The mechanism by which deletion of AGT in adipocytes can have such profound effect on the production of Ang II and its release to the plasma remain unclear. Several of the enzymes that are required for the conversion of AGT to Ang II such as renin, tonin, cathepsin D and angiotensin-converting enzyme were found expressed in adipose tissue, but at variable levels. However, none of these enzymes seem to account for the enhanced conversion of AGT to Ang II in obesity or its inhibition in the adipocyte-specific AGT deficient mice. This raises the possibility that adipocytes may be equipped with other enzymes or mechanisms, which remain to be identified, that synthesis Ang II and are influenced by high fat feeding. How does adipocyte-specific loss of AGT gene affect such system and the synthesis of Ang II in adipose tissue remain to be determined. Regardless of the specific mechanisms, however, the determination that increased adipose tissue AGT is required for obesity-induced hypertension support further the pathophysiological importance of RAS for the cardiovascular disorders associated with obesity. The current study combined with the literature advocates moving RAS inhibition to first-line therapy for human obesity-hypertension.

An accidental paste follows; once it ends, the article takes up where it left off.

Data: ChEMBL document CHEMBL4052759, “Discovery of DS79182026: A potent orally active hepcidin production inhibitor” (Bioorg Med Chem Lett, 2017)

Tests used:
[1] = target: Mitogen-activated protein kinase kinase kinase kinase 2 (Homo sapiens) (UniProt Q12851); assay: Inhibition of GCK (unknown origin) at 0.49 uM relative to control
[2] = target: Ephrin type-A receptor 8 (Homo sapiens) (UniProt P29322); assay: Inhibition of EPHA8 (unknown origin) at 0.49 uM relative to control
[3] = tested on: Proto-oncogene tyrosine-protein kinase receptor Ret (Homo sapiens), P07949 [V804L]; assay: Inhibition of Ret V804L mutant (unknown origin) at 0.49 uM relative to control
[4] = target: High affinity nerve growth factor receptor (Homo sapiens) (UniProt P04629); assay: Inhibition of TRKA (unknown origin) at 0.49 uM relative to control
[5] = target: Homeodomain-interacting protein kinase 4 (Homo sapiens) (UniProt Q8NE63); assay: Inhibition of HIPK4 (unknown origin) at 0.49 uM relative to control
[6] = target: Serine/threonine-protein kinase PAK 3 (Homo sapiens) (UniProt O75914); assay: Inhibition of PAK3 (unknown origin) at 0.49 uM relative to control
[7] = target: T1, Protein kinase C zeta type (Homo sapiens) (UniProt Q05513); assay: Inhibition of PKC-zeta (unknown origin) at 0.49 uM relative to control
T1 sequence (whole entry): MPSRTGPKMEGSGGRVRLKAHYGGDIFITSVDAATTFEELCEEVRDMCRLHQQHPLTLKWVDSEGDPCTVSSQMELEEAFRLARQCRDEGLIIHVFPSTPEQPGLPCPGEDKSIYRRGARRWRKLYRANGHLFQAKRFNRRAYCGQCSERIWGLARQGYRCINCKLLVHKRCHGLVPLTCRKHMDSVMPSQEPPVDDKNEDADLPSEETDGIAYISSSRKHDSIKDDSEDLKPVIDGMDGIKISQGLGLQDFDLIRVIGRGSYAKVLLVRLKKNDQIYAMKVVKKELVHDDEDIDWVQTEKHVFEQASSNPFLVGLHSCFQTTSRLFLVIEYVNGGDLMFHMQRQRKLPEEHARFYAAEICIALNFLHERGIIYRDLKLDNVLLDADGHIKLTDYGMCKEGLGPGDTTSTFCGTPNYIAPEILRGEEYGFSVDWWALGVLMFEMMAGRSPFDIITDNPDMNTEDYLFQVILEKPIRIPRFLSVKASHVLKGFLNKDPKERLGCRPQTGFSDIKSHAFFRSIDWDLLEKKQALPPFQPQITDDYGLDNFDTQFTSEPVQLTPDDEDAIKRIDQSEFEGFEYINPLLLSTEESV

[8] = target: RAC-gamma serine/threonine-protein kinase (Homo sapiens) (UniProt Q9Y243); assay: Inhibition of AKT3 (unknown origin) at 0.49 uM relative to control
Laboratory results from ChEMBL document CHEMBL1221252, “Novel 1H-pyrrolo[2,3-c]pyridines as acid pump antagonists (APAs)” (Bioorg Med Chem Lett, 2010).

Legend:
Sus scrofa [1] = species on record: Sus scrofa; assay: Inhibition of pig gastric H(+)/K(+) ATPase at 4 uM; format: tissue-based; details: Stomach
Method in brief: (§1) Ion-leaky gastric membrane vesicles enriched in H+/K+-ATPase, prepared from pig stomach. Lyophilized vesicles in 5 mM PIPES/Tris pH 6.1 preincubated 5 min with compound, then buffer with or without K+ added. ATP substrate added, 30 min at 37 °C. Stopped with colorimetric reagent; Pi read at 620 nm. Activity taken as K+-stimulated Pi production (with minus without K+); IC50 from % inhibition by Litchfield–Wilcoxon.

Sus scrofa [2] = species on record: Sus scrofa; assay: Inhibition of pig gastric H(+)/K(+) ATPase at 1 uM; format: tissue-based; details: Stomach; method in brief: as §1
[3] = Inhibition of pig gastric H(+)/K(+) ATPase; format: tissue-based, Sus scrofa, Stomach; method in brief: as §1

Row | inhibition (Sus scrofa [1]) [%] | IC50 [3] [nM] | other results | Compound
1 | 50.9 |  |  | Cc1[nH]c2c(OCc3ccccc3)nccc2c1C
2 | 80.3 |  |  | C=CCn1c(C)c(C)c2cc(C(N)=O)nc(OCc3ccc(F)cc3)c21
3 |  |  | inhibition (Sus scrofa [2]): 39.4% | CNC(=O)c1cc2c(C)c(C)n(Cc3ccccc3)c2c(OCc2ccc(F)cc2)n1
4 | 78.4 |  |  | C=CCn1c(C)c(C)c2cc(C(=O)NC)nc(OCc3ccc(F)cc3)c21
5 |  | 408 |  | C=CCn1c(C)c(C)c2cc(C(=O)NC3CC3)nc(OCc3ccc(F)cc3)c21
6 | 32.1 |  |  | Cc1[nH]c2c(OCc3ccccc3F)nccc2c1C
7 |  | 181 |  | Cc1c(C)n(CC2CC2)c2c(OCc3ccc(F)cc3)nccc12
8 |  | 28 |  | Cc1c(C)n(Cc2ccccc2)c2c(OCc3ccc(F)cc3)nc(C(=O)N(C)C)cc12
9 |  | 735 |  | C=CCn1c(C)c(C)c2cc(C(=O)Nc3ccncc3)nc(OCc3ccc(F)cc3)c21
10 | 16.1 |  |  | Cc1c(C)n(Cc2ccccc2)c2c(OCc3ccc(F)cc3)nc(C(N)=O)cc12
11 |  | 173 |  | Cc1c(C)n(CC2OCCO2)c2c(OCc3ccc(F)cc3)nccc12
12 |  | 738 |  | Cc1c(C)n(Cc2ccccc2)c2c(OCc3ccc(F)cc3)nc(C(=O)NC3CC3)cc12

Source of Funding

The authors work is supported by National Institutes of Health grants to KR (HL084207) and JLG (HL098276) and from the American Diabetes Association (1-11-BS-127) and the University of Iowa Fraternal Order of Eagles Diabetes Center to KR.